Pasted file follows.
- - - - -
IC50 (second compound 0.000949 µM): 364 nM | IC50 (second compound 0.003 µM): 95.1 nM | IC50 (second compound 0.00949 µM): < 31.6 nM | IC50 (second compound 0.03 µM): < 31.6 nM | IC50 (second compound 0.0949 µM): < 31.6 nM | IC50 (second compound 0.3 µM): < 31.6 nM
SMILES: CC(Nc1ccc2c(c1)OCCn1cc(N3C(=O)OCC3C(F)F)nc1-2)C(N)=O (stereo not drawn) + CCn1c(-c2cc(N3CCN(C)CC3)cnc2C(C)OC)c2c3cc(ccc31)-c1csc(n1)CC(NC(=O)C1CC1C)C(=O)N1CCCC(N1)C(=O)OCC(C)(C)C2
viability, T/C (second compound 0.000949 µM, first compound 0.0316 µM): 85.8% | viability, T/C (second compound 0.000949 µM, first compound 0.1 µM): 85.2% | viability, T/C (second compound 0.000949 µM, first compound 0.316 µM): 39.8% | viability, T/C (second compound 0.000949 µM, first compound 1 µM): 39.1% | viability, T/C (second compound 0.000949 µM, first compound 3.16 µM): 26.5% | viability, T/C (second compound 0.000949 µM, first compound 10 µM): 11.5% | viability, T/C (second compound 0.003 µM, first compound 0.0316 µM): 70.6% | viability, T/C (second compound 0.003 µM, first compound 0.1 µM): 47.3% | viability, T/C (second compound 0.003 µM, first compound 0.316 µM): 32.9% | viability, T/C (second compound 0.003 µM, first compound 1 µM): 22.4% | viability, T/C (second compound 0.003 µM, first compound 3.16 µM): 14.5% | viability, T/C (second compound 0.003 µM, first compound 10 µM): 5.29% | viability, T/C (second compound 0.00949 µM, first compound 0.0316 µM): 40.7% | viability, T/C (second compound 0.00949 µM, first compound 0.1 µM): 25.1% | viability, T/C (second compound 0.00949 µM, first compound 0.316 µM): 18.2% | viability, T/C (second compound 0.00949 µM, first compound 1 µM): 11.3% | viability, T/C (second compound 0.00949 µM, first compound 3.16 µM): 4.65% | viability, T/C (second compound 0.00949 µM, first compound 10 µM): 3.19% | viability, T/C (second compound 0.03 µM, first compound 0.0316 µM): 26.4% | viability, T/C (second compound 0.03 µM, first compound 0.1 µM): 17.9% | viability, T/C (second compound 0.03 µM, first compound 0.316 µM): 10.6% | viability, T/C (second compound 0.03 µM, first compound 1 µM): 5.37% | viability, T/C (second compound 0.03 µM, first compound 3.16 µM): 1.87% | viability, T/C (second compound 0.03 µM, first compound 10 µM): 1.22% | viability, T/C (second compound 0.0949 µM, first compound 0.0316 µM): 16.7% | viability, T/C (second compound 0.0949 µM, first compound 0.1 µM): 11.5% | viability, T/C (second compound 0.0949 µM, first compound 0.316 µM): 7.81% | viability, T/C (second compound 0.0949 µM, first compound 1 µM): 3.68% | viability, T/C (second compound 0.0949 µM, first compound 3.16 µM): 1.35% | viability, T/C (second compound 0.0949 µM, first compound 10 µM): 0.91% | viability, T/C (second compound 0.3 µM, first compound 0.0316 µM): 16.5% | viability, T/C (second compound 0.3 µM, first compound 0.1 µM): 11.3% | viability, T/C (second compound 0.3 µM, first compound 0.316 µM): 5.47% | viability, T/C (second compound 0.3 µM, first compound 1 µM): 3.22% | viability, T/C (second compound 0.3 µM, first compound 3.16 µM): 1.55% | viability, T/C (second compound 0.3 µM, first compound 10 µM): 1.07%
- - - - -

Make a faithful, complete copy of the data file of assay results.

IC50 (second compound 0.000949 µM): 364 nM | IC50 (second compound 0.003 µM): 95.1 nM | IC50 (second compound 0.00949 µM): < 31.6 nM | IC50 (second compound 0.03 µM): < 31.6 nM | IC50 (second compound 0.0949 µM): < 31.6 nM | IC50 (second compound 0.3 µM): < 31.6 nM
SMILES: CC(Nc1ccc2c(c1)OCCn1cc(N3C(=O)OCC3C(F)F)nc1-2)C(N)=O (stereo not drawn) + CCn1c(-c2cc(N3CCN(C)CC3)cnc2C(C)OC)c2c3cc(ccc31)-c1csc(n1)CC(NC(=O)C1CC1C)C(=O)N1CCCC(N1)C(=O)OCC(C)(C)C2
viability, T/C (second compound 0.000949 µM, first compound 0.0316 µM): 85.8% | viability, T/C (second compound 0.000949 µM, first compound 0.1 µM): 85.2% | viability, T/C (second compound 0.000949 µM, first compound 0.316 µM): 39.8% | viability, T/C (second compound 0.000949 µM, first compound 1 µM): 39.1% | viability, T/C (second compound 0.000949 µM, first compound 3.16 µM): 26.5% | viability, T/C (second compound 0.000949 µM, first compound 10 µM): 11.5% | viability, T/C (second compound 0.003 µM, first compound 0.0316 µM): 70.6% | viability, T/C (second compound 0.003 µM, first compound 0.1 µM): 47.3% | viability, T/C (second compound 0.003 µM, first compound 0.316 µM): 32.9% | viability, T/C (second compound 0.003 µM, first compound 1 µM): 22.4% | viability, T/C (second compound 0.003 µM, first compound 3.16 µM): 14.5% | viability, T/C (second compound 0.003 µM, first compound 10 µM): 5.29% | viability, T/C (second compound 0.00949 µM, first compound 0.0316 µM): 40.7% | viability, T/C (second compound 0.00949 µM, first compound 0.1 µM): 25.1% | viability, T/C (second compound 0.00949 µM, first compound 0.316 µM): 18.2% | viability, T/C (second compound 0.00949 µM, first compound 1 µM): 11.3% | viability, T/C (second compound 0.00949 µM, first compound 3.16 µM): 4.65% | viability, T/C (second compound 0.00949 µM, first compound 10 µM): 3.19% | viability, T/C (second compound 0.03 µM, first compound 0.0316 µM): 26.4% | viability, T/C (second compound 0.03 µM, first compound 0.1 µM): 17.9% | viability, T/C (second compound 0.03 µM, first compound 0.316 µM): 10.6% | viability, T/C (second compound 0.03 µM, first compound 1 µM): 5.37% | viability, T/C (second compound 0.03 µM, first compound 3.16 µM): 1.87% | viability, T/C (second compound 0.03 µM, first compound 10 µM): 1.22% | viability, T/C (second compound 0.0949 µM, first compound 0.0316 µM): 16.7% | viability, T/C (second compound 0.0949 µM, first compound 0.1 µM): 11.5% | viability, T/C (second compound 0.0949 µM, first compound 0.316 µM): 7.81% | viability, T/C (second compound 0.0949 µM, first compound 1 µM): 3.68% | viability, T/C (second compound 0.0949 µM, first compound 3.16 µM): 1.35% | viability, T/C (second compound 0.0949 µM, first compound 10 µM): 0.91% | viability, T/C (second compound 0.3 µM, first compound 0.0316 µM): 16.5% | viability, T/C (second compound 0.3 µM, first compound 0.1 µM): 11.3% | viability, T/C (second compound 0.3 µM, first compound 0.316 µM): 5.47% | viability, T/C (second compound 0.3 µM, first compound 1 µM): 3.22% | viability, T/C (second compound 0.3 µM, first compound 3.16 µM): 1.55% | viability, T/C (second compound 0.3 µM, first compound 10 µM): 1.07%